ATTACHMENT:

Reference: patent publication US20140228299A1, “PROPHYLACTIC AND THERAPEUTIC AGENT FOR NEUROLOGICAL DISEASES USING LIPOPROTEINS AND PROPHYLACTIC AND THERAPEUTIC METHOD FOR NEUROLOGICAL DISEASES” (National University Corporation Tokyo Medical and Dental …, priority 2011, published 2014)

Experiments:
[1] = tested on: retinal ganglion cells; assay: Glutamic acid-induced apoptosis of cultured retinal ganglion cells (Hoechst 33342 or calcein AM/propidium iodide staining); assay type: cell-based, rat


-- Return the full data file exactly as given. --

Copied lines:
Reference: patent publication US20140228299A1, “PROPHYLACTIC AND THERAPEUTIC AGENT FOR NEUROLOGICAL DISEASES USING LIPOPROTEINS AND PROPHYLACTIC AND THERAPEUTIC METHOD FOR NEUROLOGICAL DISEASES” (National University Corporation Tokyo Medical and Dental …, priority 2011, published 2014)

Experiments:
[1] = tested on: retinal ganglion cells; assay: Glutamic acid-induced apoptosis of cultured retinal ganglion cells (Hoechst 33342 or calcein AM/propidium iodide staining); assay type: cell-based, rat